Why Humor Is Important

14.09.2021 |

Episode #2 of the course Humor: Science of how to be funny by David Urbansky


Humor has many benefits. In this lesson, we break down in which areas of life humor plays an important role. At least subconsciously, you already know that humor is important; that’s why you’re reading this course. I would like to give you a couple more good reasons that you might not have thought of.


Physical Benefits

Laughing is good for your heart. When you laugh, your heart rate increases, you breathe more deeply, and more oxygen passes through your blood. This improves your lung function and reduces your risk of heart attacks [1,2,3]. In one study, researchers had participants watch either the war movie Saving Private Ryan or the comedy show Saturday Night Live and measured their blood flow afterwards. While the stressful war movie lowered blood flow by 35%, the funny show literally made the participants’ blood flow better by 22% [2].

Laughing is really not unlike a small workout. Researchers have found that laughter increases energy expenditure by 3% [4]. Just 20 seconds of a “good hard belly laugh is worth three minutes on the rowing machine” [5].

Laughing also reduces stress, boosts your immune system, and lowers your blood pressure. When you laugh, your body produces fewer stress hormones, such as cortisol and adrenaline, but increases health-enhancing hormones like endorphins (the same hormones you get when you exercise or fall in love) and infection-fighting antibodies [6,7,8,9,10,11].

While it won’t make you invincible, laughing can also act as pain relief. Studies have shown that people who watched funny videos needed less pain medication; their pain threshold went up by 10%. This effect is even stronger when experiencing laughter in groups rather than alone [12].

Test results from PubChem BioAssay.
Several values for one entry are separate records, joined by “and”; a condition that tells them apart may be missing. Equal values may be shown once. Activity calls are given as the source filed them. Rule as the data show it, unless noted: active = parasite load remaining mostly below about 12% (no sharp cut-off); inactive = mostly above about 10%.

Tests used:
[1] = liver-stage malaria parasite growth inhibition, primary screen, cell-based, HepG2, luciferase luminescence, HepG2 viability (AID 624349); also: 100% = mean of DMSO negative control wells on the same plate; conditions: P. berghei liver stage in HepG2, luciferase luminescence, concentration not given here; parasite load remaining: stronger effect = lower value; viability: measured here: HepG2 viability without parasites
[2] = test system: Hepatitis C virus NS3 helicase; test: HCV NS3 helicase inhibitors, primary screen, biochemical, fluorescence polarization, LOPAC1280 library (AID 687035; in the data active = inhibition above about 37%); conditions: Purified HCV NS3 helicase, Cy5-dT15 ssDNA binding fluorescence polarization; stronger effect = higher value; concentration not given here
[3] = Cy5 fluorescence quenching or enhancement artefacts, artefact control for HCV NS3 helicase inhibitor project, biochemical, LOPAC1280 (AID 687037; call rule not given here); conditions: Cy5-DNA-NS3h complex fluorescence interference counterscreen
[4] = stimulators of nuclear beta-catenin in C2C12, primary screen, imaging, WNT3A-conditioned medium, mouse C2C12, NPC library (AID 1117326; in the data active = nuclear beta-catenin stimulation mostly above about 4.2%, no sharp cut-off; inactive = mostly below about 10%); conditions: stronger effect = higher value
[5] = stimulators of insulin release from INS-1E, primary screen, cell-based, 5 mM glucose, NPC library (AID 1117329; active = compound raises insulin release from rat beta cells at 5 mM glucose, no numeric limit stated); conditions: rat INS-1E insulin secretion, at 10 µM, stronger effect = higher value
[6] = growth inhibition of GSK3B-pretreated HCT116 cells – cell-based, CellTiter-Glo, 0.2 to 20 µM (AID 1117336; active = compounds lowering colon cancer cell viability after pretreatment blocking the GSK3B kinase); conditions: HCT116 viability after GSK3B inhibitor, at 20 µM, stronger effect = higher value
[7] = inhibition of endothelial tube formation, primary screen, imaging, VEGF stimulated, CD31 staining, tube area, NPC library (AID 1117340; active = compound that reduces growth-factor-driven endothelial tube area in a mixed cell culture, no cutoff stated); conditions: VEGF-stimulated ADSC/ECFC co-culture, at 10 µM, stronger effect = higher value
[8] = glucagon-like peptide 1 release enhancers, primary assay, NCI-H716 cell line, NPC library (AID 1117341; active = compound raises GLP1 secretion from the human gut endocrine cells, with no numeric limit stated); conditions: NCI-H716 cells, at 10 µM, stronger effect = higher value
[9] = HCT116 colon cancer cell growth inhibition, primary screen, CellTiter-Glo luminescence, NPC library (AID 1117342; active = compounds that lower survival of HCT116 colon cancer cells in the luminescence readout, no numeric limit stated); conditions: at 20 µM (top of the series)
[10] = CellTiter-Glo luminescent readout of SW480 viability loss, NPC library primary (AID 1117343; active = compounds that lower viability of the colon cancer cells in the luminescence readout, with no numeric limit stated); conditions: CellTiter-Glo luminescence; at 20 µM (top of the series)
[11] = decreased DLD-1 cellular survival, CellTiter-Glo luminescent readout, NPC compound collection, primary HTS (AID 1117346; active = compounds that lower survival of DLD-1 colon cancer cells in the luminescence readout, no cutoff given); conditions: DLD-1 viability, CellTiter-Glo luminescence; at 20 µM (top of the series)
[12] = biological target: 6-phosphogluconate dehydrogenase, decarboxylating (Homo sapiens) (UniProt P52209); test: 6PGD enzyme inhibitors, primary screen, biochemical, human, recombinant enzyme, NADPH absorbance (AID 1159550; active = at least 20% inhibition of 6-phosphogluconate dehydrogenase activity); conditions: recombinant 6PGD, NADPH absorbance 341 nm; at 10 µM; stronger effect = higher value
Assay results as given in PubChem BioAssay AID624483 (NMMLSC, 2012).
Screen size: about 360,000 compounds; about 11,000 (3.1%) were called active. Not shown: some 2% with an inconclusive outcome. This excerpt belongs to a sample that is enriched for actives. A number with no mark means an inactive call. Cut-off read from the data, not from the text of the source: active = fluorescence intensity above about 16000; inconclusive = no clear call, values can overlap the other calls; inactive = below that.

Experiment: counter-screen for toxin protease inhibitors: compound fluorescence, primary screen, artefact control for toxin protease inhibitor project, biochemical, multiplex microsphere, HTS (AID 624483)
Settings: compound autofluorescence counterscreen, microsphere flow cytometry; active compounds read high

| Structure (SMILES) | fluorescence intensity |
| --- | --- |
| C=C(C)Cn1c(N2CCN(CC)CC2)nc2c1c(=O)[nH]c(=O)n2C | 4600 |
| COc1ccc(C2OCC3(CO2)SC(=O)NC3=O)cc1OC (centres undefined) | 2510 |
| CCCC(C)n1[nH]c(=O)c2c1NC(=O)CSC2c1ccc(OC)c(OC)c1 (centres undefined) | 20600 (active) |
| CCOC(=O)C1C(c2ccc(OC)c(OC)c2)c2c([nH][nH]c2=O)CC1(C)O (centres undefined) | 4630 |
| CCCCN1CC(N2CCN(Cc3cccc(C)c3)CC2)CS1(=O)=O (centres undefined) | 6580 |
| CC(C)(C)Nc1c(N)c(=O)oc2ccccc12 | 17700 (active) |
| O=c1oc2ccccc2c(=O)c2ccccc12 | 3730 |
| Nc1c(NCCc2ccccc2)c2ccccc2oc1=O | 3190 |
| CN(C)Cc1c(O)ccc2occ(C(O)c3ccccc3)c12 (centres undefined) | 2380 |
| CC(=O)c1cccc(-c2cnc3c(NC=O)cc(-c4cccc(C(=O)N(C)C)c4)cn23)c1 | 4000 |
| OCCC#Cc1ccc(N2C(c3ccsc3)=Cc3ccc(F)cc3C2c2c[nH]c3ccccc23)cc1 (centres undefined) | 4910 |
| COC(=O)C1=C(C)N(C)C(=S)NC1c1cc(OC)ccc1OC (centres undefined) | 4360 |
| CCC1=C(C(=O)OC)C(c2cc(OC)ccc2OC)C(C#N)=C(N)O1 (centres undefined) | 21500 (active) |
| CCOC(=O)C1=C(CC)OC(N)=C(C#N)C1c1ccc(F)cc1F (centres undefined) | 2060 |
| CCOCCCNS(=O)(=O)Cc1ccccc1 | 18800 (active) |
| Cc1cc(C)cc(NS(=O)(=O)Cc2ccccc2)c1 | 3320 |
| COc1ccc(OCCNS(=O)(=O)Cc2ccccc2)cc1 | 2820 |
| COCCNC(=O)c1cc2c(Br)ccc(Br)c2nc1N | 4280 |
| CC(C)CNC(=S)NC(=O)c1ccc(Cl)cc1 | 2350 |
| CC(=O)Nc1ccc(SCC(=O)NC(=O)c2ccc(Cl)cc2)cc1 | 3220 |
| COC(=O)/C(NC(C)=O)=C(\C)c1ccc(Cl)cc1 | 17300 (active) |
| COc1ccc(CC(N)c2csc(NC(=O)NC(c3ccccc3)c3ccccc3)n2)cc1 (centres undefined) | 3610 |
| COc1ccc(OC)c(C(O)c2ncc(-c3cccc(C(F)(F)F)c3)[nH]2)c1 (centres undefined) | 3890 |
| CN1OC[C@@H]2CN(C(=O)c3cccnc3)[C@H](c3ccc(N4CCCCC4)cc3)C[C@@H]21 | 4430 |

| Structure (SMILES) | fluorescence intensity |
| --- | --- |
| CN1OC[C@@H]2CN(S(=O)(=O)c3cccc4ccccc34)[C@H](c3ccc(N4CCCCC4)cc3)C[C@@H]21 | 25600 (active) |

If you’re interested in getting pregnant, send in the clowns! A study showed that women who were entertained by clowns were 16% more likely to get pregnant than the ones who didn’t [13]. See, clowns are good for something!

Okay, now that you see that laughing is good for your body overall, let’s look at what it can do for your mind!


Mental Benefits

Humor reduces anxiety, depression, and stress [14,15,16] and improves your mood. When you laugh, you get distracted from your worries; thanks to the endorphins that rush through your body, your general well-being improves as well.

Comedy can both protect you and help you recover from mental stress [17,18]. In one study, researchers assigned students into two groups. The groups watched either Faces of Death (a documentary showing different ways people have died, something extremely hard to stomach) or a neutral travel documentary. In each group, the researchers let some students watch some uplifting comedy before (protection) or after (recovery) they watched the documentary. Students that experienced the comedy before they had to watch the cruel Faces of Death were less affected by negative emotions, such as anger, depression, and fatigue, than those who watched it after. So, if you have something stressful coming up, make sure to tune into some stand-up comedy to build a bit of mental protection.

Appreciating humor helps people during difficult times and to cope with loss. Holocaust survivor Victor Frankl famously discussed the importance of humor in surviving the concentration camps of Nazi Germany: “I would never have made it if I could not have laughed. Laughing lifted me momentarily…out of this horrible situation, just enough to make it livable…survivable.”

Humor does even more for you—it makes you more creative! Studies have shown that humor and creativity go hand in hand because you have to make new connections and see things in a new light for both [28]. Other studies show a correlation not only between humor and creativity but also between humor and intelligence [29].

In one study, participants were split into groups. One group watched a funny film, the other a neutral film. The participants were then tested on their problem-solving skills (the famous “candle problem”) [32]. The amused group was 55% more likely to solve the problem than the group that watched the neutral film. It’s amazing how quickly you can turn on your creativity by doing something that is also enjoyable! Humor’s superpower is the release of serotonin, which increases objectivity and improves focus [30,31].